See also: Sonoelastographic evaluation of plantar fascia after shock wave therapy for recalcitrant plantar fasciitis: A 12-month longitudinal follow-up study

Treatment of Plantar Fasciitis in NYC

If you are actively involved in athletics, dance, martial arts or fitness, you have an appreciation of the important role played by the “core” muscles of your trunk in providing pelvic and low back stability and mediating load transfer between your upper and lower body. In a very similar way, the core muscles of your feet provide stability and facilitate motion of the medial longitudinal arch (MLA) that compresses and recoils during running.
Your intrinsic foot muscles (IFM) play a key role in postural control and balance by controlling the height of the MLA and regulating your foot’s degree of pronation. During running, the IFMs act in parallel to the plantar fascia, lengthening during shock absorption and shortening as the arch recoils during propulsion, contributing to force production. If your IFMs are weak, your risk of injury may increase, predisposing you to conditions such as plantar fasciitis, Achilles and posterior tibialis tendinopathy, metatarsalgia and medial tibial stress syndrome. Weak IFMs can reduce arch height and lead to uncontrolled foot pronation, which may contribute to athletic injuries.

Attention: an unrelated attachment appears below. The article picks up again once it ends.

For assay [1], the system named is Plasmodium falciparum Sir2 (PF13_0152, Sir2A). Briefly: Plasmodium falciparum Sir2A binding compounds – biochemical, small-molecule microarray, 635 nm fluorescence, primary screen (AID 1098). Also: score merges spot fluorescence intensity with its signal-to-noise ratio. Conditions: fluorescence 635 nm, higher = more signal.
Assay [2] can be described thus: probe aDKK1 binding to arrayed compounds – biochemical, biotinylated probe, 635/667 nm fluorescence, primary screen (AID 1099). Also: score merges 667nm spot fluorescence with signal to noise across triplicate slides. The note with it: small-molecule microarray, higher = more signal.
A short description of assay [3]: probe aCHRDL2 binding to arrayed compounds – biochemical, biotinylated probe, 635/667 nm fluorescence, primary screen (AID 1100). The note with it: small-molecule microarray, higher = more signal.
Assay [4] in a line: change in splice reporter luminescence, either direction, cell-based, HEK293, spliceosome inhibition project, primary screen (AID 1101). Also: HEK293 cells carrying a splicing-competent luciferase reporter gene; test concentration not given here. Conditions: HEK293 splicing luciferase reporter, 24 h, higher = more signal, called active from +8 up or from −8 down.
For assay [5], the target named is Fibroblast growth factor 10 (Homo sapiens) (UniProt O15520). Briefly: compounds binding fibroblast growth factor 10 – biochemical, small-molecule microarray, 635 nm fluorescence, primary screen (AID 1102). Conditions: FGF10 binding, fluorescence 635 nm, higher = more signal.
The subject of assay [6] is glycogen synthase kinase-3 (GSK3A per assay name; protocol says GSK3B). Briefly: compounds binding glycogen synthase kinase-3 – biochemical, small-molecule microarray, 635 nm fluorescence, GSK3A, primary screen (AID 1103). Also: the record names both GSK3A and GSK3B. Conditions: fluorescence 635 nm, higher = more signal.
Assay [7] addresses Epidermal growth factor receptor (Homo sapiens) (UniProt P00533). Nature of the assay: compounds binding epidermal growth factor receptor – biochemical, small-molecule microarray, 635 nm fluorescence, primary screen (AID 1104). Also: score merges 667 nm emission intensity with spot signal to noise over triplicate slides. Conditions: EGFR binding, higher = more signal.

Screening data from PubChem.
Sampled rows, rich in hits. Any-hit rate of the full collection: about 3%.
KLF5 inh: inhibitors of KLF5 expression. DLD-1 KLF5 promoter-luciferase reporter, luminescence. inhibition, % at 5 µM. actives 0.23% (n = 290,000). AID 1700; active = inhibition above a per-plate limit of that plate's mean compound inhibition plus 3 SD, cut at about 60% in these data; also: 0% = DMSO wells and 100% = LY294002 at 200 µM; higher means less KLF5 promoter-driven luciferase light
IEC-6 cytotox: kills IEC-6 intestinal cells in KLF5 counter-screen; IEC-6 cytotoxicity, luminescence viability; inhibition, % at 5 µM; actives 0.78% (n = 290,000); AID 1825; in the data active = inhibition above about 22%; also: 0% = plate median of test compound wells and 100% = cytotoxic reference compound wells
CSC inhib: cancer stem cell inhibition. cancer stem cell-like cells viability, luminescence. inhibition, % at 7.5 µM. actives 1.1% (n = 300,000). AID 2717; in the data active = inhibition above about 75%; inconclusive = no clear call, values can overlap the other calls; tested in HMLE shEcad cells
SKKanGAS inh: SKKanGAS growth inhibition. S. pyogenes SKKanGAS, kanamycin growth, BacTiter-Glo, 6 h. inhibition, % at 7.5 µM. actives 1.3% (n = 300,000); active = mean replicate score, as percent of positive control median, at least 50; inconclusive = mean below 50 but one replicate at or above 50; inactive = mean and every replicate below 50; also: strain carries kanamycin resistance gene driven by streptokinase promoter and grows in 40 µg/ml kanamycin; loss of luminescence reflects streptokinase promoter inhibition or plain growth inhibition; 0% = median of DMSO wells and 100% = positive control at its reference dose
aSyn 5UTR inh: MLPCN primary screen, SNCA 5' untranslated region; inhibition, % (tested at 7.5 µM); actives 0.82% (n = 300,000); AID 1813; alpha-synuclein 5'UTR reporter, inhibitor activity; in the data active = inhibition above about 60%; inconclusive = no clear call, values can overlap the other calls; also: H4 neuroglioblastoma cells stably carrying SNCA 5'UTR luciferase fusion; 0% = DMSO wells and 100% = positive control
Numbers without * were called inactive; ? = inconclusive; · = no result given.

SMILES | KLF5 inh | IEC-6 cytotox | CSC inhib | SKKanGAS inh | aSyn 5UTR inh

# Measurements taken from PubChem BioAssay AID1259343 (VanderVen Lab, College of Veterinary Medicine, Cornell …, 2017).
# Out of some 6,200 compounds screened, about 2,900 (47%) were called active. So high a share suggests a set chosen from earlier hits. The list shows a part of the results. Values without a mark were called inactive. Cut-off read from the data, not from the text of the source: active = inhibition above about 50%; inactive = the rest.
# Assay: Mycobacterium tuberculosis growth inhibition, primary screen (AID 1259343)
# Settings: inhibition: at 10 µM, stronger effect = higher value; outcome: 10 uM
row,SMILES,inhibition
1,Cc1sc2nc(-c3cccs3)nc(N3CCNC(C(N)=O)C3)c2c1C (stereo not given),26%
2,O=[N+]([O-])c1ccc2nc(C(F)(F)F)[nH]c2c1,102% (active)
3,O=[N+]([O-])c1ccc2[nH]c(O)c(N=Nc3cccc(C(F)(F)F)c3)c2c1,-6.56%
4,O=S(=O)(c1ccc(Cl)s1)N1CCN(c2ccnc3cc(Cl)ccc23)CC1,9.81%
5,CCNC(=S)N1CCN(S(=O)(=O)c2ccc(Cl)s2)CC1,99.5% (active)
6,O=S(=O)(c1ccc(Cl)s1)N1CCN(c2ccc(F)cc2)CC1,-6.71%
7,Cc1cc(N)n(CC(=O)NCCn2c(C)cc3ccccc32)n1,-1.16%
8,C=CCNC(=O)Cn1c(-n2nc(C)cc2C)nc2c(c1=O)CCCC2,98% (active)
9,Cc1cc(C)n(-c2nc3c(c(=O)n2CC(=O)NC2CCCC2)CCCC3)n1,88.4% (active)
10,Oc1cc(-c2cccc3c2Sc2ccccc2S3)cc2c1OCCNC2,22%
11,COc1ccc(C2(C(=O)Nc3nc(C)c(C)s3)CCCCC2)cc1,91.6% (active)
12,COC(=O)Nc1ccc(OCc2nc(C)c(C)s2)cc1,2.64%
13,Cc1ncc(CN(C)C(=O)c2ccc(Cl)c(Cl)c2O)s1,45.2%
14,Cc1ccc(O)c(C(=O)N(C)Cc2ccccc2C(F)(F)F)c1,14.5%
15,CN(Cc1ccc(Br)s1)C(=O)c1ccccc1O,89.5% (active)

Just like any other muscles in your body, your IFMs can be made bigger and stronger, improving their ability to provide balance and support of the MLA. Two approaches to strengthening the foot core include “short foot” exercises, and isolated neuromuscular electrical stimulation of the IFMs. Foot core strengthening may benefit athletes whose feet tend to over-pronate by reducing their risk of injury. It may also be beneficial in the rehabilitation of patients with lower limb injuries whose IFMs have experienced detraining.
Diagnosis and treatment of plantar fasciitis in NYC

Unique Plantar Fasciitis Physical Therapy Treatment Approaches at NYDNRehab

Heel pain treatment
Best plantar fasciitis treatment in Manhattan
Computer assisted rehabilitation environment
Lev Kalika Clinical Director and DC, RMSK